People repeatedly notice a glow shortly before or during earthquakes. This phenomenon has been known since ancient times. So far there is no explanation for this.
no time? Blue News sums it up for you
- Before or during some earthquakes, the sky briefly lights up blue.
- This phenomenon is called light earthquake.
- Last week, for example, when the ground shook in Morocco, the light appeared as a glowing floating ball in the sky.
- It has not yet been fully clarified how this phenomenon appears.
Whether in Turkey in February or in Morocco in September or during earthquakes in ancient times: the sky always lights up blue shortly before or during earthquakes.
This phenomenon is called light earthquake. Sometimes it looks like lightning in a cloudy sky, and sometimes it looks like the northern lights. It recently appeared in Morocco in the form of glowing balls floating in the sky. Obviously the lights are not fake. People have also seen flames during earthquakes which were merely optical phenomena.
But it’s still there There is no definitive explanation for this phenomenon. This is also because it only occurs in a minority of earthquakes, Spiegel writes. In 2014, seismologist and geophysicist Jonathan Dear put forward the following thesis: deep, steep faults are needed. During an earthquake, electrical charges accumulate under great mechanical tension and rise to the Earth’s surface along these steep embankments, charging the air molecules. They explained the thesis in Seismic Research Letters.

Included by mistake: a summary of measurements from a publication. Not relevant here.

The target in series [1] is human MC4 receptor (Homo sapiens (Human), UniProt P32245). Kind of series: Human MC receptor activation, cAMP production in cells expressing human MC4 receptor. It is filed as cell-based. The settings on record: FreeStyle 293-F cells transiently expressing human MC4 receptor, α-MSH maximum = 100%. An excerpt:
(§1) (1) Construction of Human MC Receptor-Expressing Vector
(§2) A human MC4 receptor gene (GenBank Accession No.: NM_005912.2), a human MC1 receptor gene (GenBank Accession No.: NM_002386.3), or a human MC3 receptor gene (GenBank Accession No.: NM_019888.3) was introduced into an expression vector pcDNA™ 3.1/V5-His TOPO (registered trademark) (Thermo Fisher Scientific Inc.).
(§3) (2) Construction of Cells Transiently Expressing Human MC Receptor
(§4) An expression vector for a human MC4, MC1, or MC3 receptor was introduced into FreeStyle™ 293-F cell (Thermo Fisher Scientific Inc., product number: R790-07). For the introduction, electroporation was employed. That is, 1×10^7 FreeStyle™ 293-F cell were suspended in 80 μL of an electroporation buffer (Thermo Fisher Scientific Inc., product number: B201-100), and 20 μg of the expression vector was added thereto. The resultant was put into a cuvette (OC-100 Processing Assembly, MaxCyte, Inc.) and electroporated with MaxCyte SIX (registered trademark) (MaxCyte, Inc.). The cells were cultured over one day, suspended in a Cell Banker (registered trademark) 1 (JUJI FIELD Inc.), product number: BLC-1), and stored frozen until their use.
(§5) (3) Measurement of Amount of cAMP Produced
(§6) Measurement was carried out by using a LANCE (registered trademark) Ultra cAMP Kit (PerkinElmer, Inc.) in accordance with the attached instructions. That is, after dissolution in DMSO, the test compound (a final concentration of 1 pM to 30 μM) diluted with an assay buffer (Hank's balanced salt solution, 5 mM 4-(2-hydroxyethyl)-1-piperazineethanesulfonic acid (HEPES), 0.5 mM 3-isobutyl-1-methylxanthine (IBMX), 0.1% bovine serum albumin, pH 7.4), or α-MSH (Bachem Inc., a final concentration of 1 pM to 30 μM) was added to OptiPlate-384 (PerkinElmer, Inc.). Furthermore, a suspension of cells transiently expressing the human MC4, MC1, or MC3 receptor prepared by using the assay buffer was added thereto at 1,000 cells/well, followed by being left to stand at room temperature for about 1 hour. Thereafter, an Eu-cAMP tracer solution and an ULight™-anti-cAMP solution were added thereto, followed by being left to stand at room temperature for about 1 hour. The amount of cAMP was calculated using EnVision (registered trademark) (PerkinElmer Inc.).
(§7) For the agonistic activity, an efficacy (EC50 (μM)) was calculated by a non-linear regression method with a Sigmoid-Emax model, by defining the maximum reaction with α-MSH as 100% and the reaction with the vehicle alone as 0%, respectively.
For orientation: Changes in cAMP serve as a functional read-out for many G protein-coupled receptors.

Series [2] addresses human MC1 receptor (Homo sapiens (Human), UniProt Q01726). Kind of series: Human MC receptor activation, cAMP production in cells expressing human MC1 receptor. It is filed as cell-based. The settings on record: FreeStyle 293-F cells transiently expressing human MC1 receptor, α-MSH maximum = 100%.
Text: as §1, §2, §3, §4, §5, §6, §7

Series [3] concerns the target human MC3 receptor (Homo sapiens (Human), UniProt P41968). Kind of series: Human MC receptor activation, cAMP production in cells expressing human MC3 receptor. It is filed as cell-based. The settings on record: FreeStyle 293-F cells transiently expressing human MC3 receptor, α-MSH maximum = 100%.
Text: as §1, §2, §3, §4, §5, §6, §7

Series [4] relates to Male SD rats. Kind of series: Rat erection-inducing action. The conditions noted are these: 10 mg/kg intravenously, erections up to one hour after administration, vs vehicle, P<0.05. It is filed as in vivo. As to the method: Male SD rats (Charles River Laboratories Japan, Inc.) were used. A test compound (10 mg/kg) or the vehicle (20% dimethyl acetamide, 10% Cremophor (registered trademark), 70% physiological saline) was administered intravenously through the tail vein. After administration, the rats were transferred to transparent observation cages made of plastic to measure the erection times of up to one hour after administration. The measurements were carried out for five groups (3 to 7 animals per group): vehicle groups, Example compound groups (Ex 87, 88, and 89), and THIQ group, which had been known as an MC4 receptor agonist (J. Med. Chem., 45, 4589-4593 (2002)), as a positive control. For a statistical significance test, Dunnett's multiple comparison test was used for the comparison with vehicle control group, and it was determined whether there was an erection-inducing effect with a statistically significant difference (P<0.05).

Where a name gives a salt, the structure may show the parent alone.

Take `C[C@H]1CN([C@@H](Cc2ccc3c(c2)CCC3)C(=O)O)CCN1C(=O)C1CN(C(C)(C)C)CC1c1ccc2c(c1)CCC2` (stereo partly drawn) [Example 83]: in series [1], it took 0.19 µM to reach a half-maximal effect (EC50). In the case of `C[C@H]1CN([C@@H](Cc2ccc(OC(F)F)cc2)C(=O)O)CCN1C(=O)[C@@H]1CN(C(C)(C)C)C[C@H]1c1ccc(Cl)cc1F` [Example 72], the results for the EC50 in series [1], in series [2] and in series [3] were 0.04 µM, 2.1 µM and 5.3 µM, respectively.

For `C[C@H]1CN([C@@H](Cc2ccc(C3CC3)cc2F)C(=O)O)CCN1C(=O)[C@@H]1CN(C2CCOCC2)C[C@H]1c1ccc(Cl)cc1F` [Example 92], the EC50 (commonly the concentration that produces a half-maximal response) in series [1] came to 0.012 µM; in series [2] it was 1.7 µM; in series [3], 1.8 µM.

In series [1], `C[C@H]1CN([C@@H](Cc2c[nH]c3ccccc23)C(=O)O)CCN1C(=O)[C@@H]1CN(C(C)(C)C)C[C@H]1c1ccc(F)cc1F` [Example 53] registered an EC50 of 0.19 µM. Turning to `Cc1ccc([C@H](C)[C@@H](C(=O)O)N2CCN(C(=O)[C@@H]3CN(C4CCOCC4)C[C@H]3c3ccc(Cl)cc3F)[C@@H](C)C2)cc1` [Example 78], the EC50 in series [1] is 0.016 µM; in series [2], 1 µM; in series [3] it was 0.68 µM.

In most earthquakes it does not light up
The researchers examined 65 earthquakes in Europe and America using earthquake lights since 1600. They could not explain why the lights were often turned off. In addition, other scientists complained that 65 earthquakes – many of which occurred before the 20th century – were too few to draw valid conclusions.
Friedman Freund of the University of San Jose offers another explanation: tectonic deformations would damage and contaminate the quartz crystals, and thus could generate electrical charges.
Eric Ferré of Southern Illinois University points out that earthquakes can produce temperatures of up to 1,700 degrees Celsius and high currents at blast points.
Or is it just short circuits?
Electrical energy is also seen as another reason, but in a more obvious way, as Wetter Online explains in an article: As earthquakes damage power lines and transformers, short circuits occur that can also lead to flashes of light. However, this thesis does not fit with phenomena that occurred before the nineteenth century.
Because the lights sometimes appear before an earthquake, some hope they can be used as a warning signal. However, further research into the causes is necessary.
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